Ah, 2013. A simpler time, four years before #MeToo went viral on social media, back when Robin Thicke and Pharrell Williams’ rapey bop “Blurred Lines” was considered acceptable (in fact, it was the longest-running #1 single of that year).
If you’ll recall, some of the more questionable lyrics included Thicke’s whining, “I know you want it / But you’re a good girl / The way you grab me / Must wanna get nasty.” The choral refrain of “I know you want it” is repeated ad nauseam through the track, a phrase many women have heard as justification for everything from unwanted attention to sexual assault. That a victim was “asking for it” because she wore a short skirt or flirted or got drunk is an excuse the Brock Turners of the world have been using for years.
The “Blurred Lines” video features a parade of models prancing in front of Mr. Thicke, who stands and watches them. The whole set-up feels suitably predatory, especially the way Thicke sort of sings into their ears and shoves his lips into their necks whilst they look helplessly at the camera.
Though both Thicke and Pharrell have defended the song against valid criticism in the past, Pharrell claims in a new GQ interview that he finally “gets it.” He struggled at first to understand why the song’s message was sinister, especially because of its popularity; but following the ubiquity of the #MeToo movement, he has accessed empathy and reconsidered how the lyrics might objectify women. His statement:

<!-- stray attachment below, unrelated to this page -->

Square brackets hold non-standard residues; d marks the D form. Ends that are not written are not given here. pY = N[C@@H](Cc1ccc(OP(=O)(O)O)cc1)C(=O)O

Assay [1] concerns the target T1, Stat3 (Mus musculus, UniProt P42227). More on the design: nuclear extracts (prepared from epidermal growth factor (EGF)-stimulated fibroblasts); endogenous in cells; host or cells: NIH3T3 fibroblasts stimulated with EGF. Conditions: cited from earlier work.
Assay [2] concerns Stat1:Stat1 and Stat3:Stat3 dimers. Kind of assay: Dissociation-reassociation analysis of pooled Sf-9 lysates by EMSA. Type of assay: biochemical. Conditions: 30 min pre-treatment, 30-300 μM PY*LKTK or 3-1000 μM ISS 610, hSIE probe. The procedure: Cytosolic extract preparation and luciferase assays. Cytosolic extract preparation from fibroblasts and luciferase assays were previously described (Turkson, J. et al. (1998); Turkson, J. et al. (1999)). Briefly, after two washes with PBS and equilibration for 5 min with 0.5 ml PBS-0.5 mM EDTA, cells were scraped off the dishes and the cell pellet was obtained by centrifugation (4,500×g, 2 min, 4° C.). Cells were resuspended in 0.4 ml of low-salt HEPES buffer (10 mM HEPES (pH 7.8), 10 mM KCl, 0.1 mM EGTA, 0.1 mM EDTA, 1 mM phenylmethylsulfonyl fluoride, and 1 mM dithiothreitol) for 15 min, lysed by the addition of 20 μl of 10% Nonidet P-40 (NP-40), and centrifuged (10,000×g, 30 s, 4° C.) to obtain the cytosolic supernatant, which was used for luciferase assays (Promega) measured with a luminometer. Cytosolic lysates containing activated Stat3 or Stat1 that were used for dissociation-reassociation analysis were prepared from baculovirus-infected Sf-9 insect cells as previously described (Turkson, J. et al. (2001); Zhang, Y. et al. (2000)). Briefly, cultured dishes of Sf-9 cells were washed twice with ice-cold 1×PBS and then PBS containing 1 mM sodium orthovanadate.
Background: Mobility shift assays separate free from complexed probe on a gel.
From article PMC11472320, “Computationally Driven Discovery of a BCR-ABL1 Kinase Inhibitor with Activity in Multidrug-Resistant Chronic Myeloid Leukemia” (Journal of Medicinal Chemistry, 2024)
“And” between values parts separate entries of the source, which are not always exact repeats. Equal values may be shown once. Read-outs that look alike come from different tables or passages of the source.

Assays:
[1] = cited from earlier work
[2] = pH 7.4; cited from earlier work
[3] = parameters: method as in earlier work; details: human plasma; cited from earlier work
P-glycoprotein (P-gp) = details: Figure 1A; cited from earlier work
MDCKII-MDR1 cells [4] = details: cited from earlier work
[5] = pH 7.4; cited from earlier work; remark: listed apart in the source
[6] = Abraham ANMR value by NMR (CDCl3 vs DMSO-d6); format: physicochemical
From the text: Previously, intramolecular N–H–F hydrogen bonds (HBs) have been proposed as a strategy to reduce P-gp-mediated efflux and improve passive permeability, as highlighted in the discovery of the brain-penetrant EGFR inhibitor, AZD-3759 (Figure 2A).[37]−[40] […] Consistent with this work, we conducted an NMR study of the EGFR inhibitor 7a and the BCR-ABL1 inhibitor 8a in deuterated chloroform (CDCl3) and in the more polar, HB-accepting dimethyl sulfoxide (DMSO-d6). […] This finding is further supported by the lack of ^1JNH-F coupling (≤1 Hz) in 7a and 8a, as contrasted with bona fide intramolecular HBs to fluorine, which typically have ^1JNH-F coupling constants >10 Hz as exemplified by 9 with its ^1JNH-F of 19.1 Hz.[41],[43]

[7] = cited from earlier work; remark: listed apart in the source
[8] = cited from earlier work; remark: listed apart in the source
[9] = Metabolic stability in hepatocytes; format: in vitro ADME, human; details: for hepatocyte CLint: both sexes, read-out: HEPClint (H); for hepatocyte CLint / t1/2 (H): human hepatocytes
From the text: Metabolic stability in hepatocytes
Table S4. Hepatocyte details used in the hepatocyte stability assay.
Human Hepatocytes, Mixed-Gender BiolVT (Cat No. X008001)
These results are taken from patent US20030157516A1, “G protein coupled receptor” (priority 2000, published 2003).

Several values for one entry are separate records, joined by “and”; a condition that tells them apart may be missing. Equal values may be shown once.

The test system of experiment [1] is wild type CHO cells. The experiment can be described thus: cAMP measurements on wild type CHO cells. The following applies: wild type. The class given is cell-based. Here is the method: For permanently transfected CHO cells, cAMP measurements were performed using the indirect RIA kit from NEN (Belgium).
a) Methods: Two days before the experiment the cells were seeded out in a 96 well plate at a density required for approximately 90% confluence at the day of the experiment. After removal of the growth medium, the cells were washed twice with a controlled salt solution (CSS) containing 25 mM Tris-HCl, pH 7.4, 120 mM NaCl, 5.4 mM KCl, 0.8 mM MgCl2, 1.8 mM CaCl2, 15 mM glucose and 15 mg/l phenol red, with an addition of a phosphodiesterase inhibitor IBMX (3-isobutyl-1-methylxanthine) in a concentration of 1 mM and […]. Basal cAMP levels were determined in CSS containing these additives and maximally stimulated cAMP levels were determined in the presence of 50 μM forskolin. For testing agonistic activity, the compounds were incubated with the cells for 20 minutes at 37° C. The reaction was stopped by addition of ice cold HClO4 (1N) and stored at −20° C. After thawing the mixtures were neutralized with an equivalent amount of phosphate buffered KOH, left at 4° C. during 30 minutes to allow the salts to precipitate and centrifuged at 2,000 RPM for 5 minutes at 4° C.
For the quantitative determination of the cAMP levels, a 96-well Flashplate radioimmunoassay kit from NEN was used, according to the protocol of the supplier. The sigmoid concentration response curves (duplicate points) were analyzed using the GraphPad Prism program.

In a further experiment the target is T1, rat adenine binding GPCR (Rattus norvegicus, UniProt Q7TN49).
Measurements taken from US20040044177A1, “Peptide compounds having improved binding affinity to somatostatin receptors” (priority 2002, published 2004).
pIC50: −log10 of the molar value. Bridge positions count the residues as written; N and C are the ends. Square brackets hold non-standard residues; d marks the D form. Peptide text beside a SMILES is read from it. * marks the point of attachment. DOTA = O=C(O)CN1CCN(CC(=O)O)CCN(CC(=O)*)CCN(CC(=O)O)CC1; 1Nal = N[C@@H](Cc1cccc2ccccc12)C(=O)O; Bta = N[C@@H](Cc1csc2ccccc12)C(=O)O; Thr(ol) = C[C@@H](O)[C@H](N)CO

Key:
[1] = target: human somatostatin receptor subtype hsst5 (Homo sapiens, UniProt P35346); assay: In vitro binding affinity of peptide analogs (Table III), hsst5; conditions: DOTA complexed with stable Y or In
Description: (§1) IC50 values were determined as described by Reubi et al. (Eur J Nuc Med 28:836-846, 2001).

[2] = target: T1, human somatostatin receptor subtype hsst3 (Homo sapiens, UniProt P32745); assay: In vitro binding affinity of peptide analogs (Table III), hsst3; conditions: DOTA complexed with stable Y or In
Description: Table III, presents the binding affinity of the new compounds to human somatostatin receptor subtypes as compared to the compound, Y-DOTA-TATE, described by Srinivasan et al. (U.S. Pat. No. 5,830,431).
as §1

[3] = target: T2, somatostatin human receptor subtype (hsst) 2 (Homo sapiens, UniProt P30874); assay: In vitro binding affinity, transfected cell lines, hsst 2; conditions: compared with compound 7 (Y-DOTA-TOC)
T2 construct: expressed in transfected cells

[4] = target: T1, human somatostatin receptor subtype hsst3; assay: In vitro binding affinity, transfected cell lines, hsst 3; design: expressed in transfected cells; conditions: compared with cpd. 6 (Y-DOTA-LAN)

I think “Blurred Lines” opened me up. I didn’t get it at first. Because there were older white women who, when that song came on, they would behave in some of the most surprising ways ever. And I would be like, wow. They would have me blushing. So when there started to be an issue with it, lyrically, I was, like, What are you talking about? There are women who really like the song and connect to the energy that just gets you up. And I know you want it — women sing those kinds of lyrics all the time. So it’s like, What’s rapey about that?
And then I realized that there are men who use that same language when taking advantage of a woman, and it doesn’t matter that that’s not my behavior. Or the way I think about things. It just matters how it affects women. And I was like, Got it. I get it. Cool. My mind opened up to what was actually being said in the song and how it could make someone feel. Even though it wasn’t the majority, it didn’t matter. I cared what they were feeling too. I realized that we live in a chauvinist culture in our country. Hadn’t realized that. Didn’t realize that some of my songs catered to that. So that blew my mind.
Better late than never. Read the full GQ story here.